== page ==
Category

Partnerships

Topic

Paid Leave, Gender Equity

Status

January 2017 – July 2019

Links

Paid Leave Project

Helpig Workers Thrive

Access to Paid Family and Medical Leave

19%

of workers have access to PFML

70%

of businesses perceive cost to be the most significant barrier to adopting PFML policies

6.8%

is the average profit increase after a PFML policy is introduced

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Developing a Business Case for Paid Leave


What's the challenge?

The United States is the only industrialized nation without federal paid family and medical leave (PFML). In the absence of broad local or national policy, the onus has largely fallen on the private sector to play the critical role of providing for the needs of their workers.

Starting in 2015, voluntary corporate adoption of PFML gained significant momentum. However, while big-name technology and finance companies adopted comprehensive policies and expanded existing benefits to upward of one year, little changed for much of the rest of the workforce, in particular for low-wage earners. Today, it remains that fewer than one out of five Americans has access to employer-provided PFML.

What are we doing about it?

Panorama recognized a gap in understanding and elevating the business perspective as it relates to PFML. Following one year of in-depth “listen and learn” conversations with employers to understand emerging trends in PFML, Panorama developed a two-pronged strategy to better engage and support the business community.

To build on our landscape research, Panorama continued a deep dive into the drivers behind why businesses choose, or not, to voluntarily adopt a PFML policy. This research considered how incentives change based on business size, industry, and workforce makeup. Recognizing the momentum behind local and state legislation, Panorama also worked with business coalitions and government representatives to understand the perceived divide between the creation of comprehensive public policy and the interests of the business community.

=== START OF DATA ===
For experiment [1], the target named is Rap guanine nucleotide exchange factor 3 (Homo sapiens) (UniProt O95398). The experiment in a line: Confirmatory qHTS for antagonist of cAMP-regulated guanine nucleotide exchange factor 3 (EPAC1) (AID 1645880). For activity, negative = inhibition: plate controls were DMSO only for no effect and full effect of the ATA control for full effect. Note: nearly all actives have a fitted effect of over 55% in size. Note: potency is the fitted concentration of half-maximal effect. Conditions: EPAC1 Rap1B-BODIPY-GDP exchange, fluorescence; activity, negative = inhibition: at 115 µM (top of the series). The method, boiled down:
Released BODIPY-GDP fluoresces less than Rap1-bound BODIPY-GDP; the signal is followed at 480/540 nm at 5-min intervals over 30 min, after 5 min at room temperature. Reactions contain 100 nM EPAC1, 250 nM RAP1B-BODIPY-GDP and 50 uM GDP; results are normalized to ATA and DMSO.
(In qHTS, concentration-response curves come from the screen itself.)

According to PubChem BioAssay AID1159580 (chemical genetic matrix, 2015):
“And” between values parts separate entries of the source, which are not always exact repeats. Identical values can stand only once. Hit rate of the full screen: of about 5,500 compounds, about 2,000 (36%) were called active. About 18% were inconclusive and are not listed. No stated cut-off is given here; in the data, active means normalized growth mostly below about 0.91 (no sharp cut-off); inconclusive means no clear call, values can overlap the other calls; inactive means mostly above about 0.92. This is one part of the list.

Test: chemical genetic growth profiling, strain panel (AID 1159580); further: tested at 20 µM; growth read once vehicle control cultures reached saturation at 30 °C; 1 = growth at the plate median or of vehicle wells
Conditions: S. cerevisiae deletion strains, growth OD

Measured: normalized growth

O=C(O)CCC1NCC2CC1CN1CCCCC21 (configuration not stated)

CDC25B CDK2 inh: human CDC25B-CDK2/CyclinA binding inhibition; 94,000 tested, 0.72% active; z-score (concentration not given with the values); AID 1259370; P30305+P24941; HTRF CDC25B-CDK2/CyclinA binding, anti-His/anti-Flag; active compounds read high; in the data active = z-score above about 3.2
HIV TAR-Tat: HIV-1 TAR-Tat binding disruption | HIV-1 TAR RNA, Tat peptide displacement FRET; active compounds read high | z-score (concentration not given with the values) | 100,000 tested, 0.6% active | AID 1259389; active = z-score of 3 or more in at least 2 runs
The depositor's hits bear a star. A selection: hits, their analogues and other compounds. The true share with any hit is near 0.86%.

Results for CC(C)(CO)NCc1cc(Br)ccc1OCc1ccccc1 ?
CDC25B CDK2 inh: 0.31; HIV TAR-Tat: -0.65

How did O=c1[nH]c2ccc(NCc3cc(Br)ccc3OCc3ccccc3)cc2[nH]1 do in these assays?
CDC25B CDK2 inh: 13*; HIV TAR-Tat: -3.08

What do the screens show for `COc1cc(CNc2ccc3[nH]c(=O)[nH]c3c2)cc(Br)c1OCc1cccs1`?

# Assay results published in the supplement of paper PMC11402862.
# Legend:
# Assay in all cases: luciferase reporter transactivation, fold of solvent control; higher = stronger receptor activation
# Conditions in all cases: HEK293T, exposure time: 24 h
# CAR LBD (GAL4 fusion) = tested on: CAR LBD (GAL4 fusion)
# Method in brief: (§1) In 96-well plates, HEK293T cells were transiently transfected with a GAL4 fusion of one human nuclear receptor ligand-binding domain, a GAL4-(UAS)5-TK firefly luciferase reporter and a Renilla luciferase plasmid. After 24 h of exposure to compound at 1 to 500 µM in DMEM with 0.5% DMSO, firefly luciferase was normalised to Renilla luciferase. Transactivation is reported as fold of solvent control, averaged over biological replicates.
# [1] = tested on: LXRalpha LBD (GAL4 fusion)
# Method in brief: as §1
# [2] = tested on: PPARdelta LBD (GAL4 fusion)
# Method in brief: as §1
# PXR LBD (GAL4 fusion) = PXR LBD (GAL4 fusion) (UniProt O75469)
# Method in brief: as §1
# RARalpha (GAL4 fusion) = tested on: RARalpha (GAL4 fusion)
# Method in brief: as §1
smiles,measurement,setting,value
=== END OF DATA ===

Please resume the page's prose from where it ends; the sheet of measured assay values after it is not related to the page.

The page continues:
Panorama also responded to businesses expressing that the biggest barrier to adopting or expanding a PFML policy is a lack of understanding of business impacts. To this end, Panorama encouraged and enabled employers to track, calculate, and share their return on investment data in regard to PFML.

Who are our partners?

Panorama collaborated with a wide network of private sector leaders, paid leave advocates, coalitions, and government stakeholders. Notable partnerships that contributed to the success of our work include:

  • Co-creation with the Boston Consulting Group to develop The Paid Leave Playbook.
  • Data collection and analysis support from the Human Capital Management Institute and the Disability Management Employer Coalition.
  • Convening power from the American Sustainable Business Council Thought and thought partnership from JUST Capital to launch the Paid Leave Pledge.

“Panorama's resources and playbook were instrumental in developing my pitch. … I wouldn't have been able to confidently approach my company without the data and information you made available.” - VP of Accounting and Human Resources, paid leave partner

Funding support for our work came from the Robert Wood Johnson Foundation and an anonymous donor.

What is our progress?

Based on our extensive, multiyear research, Panorama developed a comprehensive suite of targeted employer resources to support business leaders so they could better understand, assess, design, implement, and improve PFML policies that best fit the needs of their workforce. Our resources include The Paid Leave Playbook, policy fact sheets, workforce management strategies, research on business trends by sector, and one of the first studies available that provides real-world data on the business impact of PFML.

Panorama’s cross-sector engagement over nearly three years helped us become a trusted business ally. Acting as a convener, we elevated the business perspective and integrated it into key policy conversations. We have helped grow and shape the narrative of PFML so that stakeholders, advocates, and private sector leaders can collaborate to develop sustainable policies that work for both the workforce and the bottom line.

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